Yeso people wont have to see it or smell it. For example there is incineration, in which trash that cant be recycled is burned. Although this meets the requirements mentioned above it has a downside. The burning itself causes waste and eventually it will have a bad effect on the environment. Recycling is a good process that reuses materials so they wont be wasted and cause waste. But many products are not recyclable, like plastics.
There are a number of ways to solve the dilemma of collection and transportation of municipal solid waste. An underground system of conveyor belts to the dump is a possibility. It would cost a lot of money to build, but then only additional costs would be keeping the conveyor belt running. Each house could be connected to one long conveyor belt dug under the road. Every time people needed to take their garbage out they could bring it through their basement through a path onto the conveyor belt.
The goal of trash compactors and sink-garbage disposals is to reduce garbage. In the end, I think it is apparent that this garbage is still there, whether or not it is compacted into a smaller space. These two methods of disposal do not rid the person of the act of actually removing the garbage, and it eventually gets into everyday life instead of being taken away. If it were up to me, instead of just compacting the garbage in the home, I would probably find a way to rid the home of the garbage altogether. But that raises other questions. Obviously, it is evident that this form of disposal does not even dispose of the garbage as much as just simply putting the trash in a garbage can.
I think the average person would say that it would be a lot easier to, instead of mining ourselves out of our resources, that it would be more efficient to recycle the parts in our automobiles. That is easier said than done. I think if our politicians were aware of statistics like that, then they would probably be more involved in helping our environment. Laws should be passed that instead of selling a dead car to a junkyard for a couple hundred dollars, that people should have to recycle the materials used on those cars. Maybe there would be perks for doing so, but that would definitely help out this crisis. Before all that can happen though, research needs to be made on how to successfully recycle these materials. Once this can be done, through the cooperation of politicians, scientists, and automobile owners, we will soon be living in a better environment.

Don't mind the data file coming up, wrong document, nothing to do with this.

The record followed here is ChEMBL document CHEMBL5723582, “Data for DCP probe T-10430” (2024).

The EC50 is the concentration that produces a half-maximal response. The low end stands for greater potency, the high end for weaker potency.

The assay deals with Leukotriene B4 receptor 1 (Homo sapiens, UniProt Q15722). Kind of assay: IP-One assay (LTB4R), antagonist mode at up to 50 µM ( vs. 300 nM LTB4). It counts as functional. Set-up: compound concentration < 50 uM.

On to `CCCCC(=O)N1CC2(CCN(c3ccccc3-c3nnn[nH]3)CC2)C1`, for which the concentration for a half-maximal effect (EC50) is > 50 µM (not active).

One of the problems with saying that people need to use more decomposable material is that most family members will not let their kin be buried unless theyre buried with class. Decomposable materials, like wood and certain chemicals, would not be considered classy. Simply put, once people decompose, they do not really need a coffin. If we are able to fashion these decomposable materials into better-looking coffins, I think it will be easier to use these materials in coffins, thus making that part of the environment safer.
I am very aware of pyrolysis and its very important uses, but I also know that it is not very useful in the immediate area. In the worldwide community, it is a highly regarded type of recycling. Using biodegradable bags and other biodegradable products are very common in our environmentally safe community. IN order to keep up the ideas and safety that is ensured by this practice, I think education is key. I have been educated in recycling, and waste management in my home. Hopefully, one day these unusual to some, yet practical practices will be commonplace and the earth will be safer.